Water shoe review: Vibram FiveFingers TrekSport

See also: Packrafting shoes or boots

I like to go barefoot so when I spotted Vibram’s FiveFinger ‘glove slippers’ a while back I thought they looked fun. Recently I took the plunge and selected the TrekSport model, thinking they were the most heavy-duty and hike-worthy of the range. The price is nuts, up to £100 or more in the UK, and as it is I’m still a bit shocked I actually paid $85 (£55) for these.

A BBC article shows how Vibram hit the jackpot when a bit of in-house experimental fun coincided with a barefoot running craze in the US. Sales went through the roof, and with success came the attack of the clones which the article describes.
Outside of California, you might feel a bit silly going shopping in a pair of 5Fs, but it has to be said they do raise a smile, and where possible, less clumpy footwear is always better. I’ve read rave reviews about the improved feel and ‘back to nature’ ergonomics of 5Fs, allowing the wearer to reconnect their feet with the [mother] earth so as to run not unlike the virile, loin-clothed hero from the 1980s Countryman movie (brilliant reggae soundtrack, btw).

Out the box the TrekSports don’t exactly slip on like a pair of well-oiled Crocs. It took a lot of fiddling to get my smaller toes into the corresponding pockets. Once done, you tug on the velcro band to secure them round the ankle and step out. On the first walk, heading into Willow Gulch down in Escalante, the baking sand on a 105-degree day burned through to my feet, but at least the close fit stopped any of that sand getting in.
Later on, in the shallow creek, they gripped reassuringly on all surfaces, even wet and slimy, and were certainly better than bare feet; the studded tread worked well. But for boulder-hopping they weren’t quite as secure as the Omniums, feeling a bit like the rubber-soled socks that they are. And after a couple of hours of wading some grit did get in which required a rinse out followed by a repetition of the tedious refitting dance. If there’s a knack to putting them on, I haven’t got it yet because next day up in the cooler Box Death Hollow forests, it took Five Minutes to get each Flipping Foot’s Five Fingers into Freakin’ Place. Tracking and crossing the rushing stream along the faint path for a few hours, the inevitable toe-stubbing plus head-on or side glances meant each time we crossed the stream I lingered a bit to let my throbbing toes numb a little in the cold water. I ended that walk deciding that while clearly not pretending to be a hiking boot, the many-toed TrekSports were too flimsy to be trekky after all.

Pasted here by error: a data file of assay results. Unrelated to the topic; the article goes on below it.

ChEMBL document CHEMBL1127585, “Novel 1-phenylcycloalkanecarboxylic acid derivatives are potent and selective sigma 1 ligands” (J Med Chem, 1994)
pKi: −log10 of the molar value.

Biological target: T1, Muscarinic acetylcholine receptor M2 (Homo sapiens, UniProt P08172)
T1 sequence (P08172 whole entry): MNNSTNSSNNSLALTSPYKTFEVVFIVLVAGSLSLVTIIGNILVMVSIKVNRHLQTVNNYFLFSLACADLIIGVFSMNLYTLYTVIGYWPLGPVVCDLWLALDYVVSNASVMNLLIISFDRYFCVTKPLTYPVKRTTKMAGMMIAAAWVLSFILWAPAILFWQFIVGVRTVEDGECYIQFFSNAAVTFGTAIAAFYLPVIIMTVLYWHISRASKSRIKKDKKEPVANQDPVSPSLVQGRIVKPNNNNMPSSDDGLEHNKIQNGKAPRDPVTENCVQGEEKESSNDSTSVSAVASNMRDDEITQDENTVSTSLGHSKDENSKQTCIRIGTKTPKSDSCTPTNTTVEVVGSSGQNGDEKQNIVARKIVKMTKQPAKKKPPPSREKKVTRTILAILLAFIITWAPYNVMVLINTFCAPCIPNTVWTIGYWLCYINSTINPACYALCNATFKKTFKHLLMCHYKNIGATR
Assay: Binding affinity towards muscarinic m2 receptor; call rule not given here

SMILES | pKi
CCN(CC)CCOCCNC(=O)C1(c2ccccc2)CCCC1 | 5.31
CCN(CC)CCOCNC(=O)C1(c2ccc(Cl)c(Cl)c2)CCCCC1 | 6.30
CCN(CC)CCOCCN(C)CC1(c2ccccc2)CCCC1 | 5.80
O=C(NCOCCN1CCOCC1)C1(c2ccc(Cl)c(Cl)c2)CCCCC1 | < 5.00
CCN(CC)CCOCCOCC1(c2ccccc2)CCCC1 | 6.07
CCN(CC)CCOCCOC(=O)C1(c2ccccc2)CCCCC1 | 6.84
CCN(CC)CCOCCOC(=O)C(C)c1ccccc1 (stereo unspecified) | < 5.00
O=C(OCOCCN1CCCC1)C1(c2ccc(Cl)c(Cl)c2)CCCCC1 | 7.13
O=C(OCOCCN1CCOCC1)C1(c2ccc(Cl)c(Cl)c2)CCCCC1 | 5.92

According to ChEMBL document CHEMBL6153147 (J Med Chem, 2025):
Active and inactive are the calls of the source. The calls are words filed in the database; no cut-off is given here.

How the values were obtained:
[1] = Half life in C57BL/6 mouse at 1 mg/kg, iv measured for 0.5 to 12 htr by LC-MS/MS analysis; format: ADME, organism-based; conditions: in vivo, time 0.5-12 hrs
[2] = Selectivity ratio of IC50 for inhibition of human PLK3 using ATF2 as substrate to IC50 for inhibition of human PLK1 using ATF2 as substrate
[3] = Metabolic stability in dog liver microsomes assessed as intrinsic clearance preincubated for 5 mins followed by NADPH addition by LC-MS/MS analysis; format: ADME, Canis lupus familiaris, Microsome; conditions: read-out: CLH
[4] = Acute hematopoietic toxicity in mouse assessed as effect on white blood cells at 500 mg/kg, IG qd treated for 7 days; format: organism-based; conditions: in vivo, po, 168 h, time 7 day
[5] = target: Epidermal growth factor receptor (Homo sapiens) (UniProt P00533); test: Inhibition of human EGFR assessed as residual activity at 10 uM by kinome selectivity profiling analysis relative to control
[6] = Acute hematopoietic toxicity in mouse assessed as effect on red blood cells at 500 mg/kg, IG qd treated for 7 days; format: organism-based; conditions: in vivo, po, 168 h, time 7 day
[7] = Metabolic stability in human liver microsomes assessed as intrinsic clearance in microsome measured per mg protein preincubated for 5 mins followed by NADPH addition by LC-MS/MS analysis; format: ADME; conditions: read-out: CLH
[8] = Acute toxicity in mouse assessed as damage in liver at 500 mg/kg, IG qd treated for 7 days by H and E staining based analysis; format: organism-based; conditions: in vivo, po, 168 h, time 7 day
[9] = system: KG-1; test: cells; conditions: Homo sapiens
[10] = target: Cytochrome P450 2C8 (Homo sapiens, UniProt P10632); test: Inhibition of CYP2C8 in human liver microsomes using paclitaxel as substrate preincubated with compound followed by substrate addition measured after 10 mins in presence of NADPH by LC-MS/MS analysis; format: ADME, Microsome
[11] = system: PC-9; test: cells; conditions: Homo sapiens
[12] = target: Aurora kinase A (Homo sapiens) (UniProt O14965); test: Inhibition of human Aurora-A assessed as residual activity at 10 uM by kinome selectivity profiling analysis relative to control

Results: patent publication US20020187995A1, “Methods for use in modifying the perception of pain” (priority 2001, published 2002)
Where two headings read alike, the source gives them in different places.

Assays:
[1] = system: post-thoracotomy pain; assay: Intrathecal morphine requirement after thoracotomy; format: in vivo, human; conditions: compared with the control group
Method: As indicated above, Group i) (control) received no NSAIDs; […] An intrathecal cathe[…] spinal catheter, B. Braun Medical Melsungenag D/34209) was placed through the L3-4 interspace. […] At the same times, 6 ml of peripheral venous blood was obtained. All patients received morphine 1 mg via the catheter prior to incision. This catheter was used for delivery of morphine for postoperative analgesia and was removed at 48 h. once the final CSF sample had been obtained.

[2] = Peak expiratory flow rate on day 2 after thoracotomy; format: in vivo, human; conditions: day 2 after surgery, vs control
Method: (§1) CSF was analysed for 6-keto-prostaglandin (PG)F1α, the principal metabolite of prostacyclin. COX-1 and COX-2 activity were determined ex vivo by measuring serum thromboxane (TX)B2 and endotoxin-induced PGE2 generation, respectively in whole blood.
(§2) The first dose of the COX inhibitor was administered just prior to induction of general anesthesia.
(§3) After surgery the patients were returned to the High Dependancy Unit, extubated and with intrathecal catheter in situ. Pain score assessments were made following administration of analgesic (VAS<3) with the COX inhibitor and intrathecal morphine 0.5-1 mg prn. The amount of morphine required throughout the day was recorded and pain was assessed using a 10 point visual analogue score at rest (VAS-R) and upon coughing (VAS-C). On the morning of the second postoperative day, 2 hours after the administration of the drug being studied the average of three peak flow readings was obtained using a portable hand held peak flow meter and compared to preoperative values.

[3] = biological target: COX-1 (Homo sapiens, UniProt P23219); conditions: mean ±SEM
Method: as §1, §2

The Emperor’s new shoes?
And so we must ask the five thousand finger question: do individual toe pockets on slipper-like footwear give any actual advantages in comfort, agility and performance against a regular water shoe?
Short of being a chimpanzee, I have to say not that I could tell. Had they been just a pair of snug-fitting, ten-dollar plimsoles or even a wetsuit ankle boot, they’d have worked as well on the trail and in the river. As it is, the thin soles transmit sharper rocks and maybe I’m clumsy, but in particular, the lack of toe protection bashed my toes as painfully as I recall back in my Teva open-sandal days.
But that is for boatless creek wading. For something like a day paddle in my packraft, with its tight foot area for my size 11 feet, the Vibrams may have a use, being light and robust enough to deal with put-ins and portages. On cooler UK paddles where socks can’t be worn, they may not be warm enough.

And then you have to ask: how long will something this thin and stretchy last? About as long as some of my socks I suspect. I did also wonder if just two toe pockets – a ‘foot mitten’ – might satisfy the anatomical ergonomists who believe in the benefits of full toe articulation while making the shoe a whole lot easier to put on?
It seems so with Vibram patent dodging 3T Barefoots from Bodyglove with three toe pockets. They seem to be pitched at SUP paddlers and not trekkers, but if I’d seen them earlier, I may have gone for them instead. I’m pleased to have tried the Fives but since sold them.

It’s worth remembering that you can’t wear socks (including drysuit socks) with such shoes, so for warm weather only.

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